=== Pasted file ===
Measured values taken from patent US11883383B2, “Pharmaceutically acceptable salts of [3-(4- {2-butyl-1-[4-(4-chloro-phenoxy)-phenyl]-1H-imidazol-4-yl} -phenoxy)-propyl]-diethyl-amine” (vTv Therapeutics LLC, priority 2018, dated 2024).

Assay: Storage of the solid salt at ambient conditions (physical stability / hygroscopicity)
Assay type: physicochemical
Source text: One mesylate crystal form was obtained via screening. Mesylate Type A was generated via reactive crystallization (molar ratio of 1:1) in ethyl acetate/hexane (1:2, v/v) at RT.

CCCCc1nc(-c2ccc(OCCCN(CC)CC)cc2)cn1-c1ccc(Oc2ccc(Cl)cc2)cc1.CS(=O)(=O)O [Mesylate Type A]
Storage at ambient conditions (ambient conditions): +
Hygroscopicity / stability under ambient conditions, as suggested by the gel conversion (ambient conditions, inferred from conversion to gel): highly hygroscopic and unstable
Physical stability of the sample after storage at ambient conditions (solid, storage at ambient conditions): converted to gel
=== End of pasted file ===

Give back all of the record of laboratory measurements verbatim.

Measured values taken from patent US11883383B2, “Pharmaceutically acceptable salts of [3-(4- {2-butyl-1-[4-(4-chloro-phenoxy)-phenyl]-1H-imidazol-4-yl} -phenoxy)-propyl]-diethyl-amine” (vTv Therapeutics LLC, priority 2018, dated 2024).

Assay: Storage of the solid salt at ambient conditions (physical stability / hygroscopicity)
Assay type: physicochemical
Source text: One mesylate crystal form was obtained via screening. Mesylate Type A was generated via reactive crystallization (molar ratio of 1:1) in ethyl acetate/hexane (1:2, v/v) at RT.

CCCCc1nc(-c2ccc(OCCCN(CC)CC)cc2)cn1-c1ccc(Oc2ccc(Cl)cc2)cc1.CS(=O)(=O)O [Mesylate Type A]
Storage at ambient conditions (ambient conditions): +
Hygroscopicity / stability under ambient conditions, as suggested by the gel conversion (ambient conditions, inferred from conversion to gel): highly hygroscopic and unstable
Physical stability of the sample after storage at ambient conditions (solid, storage at ambient conditions): converted to gel